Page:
Employer Survey: Trouble Finding Candidates, Deficiencies in New Hires

Employer Survey: Trouble Finding Candidates, Deficiencies in New Hires

A new survey of employers on public education and workforce readiness found 75% of respondents are having trouble finding qualified candidates to fill open positions, up from 69% in 2013. The problem affected a wide range of positions across industries and across the state, particularly in central and western regions.

Business leaders also report serious deficiencies in new hires, ranging from higher-order skills like teamwork, critical thinking and communications to basic reading and math.

mbae-infographic-square-2-twitterThe survey confirms the conclusion MBAE drew in its 2014 report on education that unless we modernize our elementary and secondary education system, Massachusetts will not have the robust pipeline of skilled workers our knowledge economy demands and a growing number of students will be left on the economic sidelines.

“The widening skills gap and persistent achievement gaps continue to limit the prospects of too many students,” said Linda Noonan, Executive Director of MBAE. “There are no silver bullets – changes are needed throughout our education system to target resources, talent, and innovation to equitably educate every student for success.”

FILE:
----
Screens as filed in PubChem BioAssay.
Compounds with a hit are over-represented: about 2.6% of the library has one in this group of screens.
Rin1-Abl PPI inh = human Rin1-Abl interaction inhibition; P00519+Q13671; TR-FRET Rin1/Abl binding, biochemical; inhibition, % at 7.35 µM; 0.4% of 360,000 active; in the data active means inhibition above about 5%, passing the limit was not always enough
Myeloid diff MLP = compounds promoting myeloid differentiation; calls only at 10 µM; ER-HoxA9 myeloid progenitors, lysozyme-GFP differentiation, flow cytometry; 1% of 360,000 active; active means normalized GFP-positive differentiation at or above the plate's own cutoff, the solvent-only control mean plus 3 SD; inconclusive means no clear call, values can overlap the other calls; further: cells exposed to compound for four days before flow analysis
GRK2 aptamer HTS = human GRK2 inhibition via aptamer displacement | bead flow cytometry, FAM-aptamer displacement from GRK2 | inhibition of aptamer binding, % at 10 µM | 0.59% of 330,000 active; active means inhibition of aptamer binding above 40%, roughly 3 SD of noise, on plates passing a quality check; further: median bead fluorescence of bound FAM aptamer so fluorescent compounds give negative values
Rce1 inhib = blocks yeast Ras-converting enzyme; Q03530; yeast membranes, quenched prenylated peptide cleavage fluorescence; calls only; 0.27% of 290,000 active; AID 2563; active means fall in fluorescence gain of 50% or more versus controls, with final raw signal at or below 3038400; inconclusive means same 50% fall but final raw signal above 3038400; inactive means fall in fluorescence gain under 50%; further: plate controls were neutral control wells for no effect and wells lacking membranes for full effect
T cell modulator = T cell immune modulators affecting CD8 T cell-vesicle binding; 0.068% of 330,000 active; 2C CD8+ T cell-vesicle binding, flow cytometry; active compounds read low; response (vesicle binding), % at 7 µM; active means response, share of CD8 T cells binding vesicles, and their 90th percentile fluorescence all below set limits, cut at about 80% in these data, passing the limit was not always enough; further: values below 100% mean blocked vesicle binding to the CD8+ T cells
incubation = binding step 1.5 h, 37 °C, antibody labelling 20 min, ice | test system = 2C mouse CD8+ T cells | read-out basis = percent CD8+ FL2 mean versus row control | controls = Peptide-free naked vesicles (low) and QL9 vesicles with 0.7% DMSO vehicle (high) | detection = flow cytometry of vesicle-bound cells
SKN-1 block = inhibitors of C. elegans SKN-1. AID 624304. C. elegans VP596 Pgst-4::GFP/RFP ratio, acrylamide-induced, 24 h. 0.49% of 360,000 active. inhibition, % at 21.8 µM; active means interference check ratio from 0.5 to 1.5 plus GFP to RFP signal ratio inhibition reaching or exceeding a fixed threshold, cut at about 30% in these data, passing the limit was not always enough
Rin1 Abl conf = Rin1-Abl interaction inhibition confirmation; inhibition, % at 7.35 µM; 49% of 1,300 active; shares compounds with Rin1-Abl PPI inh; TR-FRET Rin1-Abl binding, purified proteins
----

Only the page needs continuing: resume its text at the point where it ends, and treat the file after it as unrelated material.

Despite giving elementary and secondary public schools relatively strong grades overall, employers continue to give the schools lower marks for preparing students for work. 72% agree the schools need change – nearly a quarter think the schools need a major overhaul, another 48% think they need to make moderate changes.

Improving the quality of teachers and imparting “applied skills” were the two most favored policies to improve education. Two-thirds of survey respondents said the business community should put “a great deal” of focus on improving these two areas.

82% think “using performance, rather than seniority, for personnel decisions” would be “very effective” in improving instruction. The next most favored intervention was improving teacher training and preparation (58%).

The ability to write clearly and critical thinking (both 79%) topped the list of skills that schools should focus on “a great deal”. Basic math skills came in third (70%), just ahead of oral and presentation skills and reading comprehension.

The survey was conducted by MassINC Polling Group and commissioned by the Massachusetts Business Alliance for Education (MBAE) with support from Associated Industries of Massachusetts and the Massachusetts Business Roundtable. It was distributed by more than 40 business associations across the state to their members. The research was a follow-up to a similar project done in 2013.

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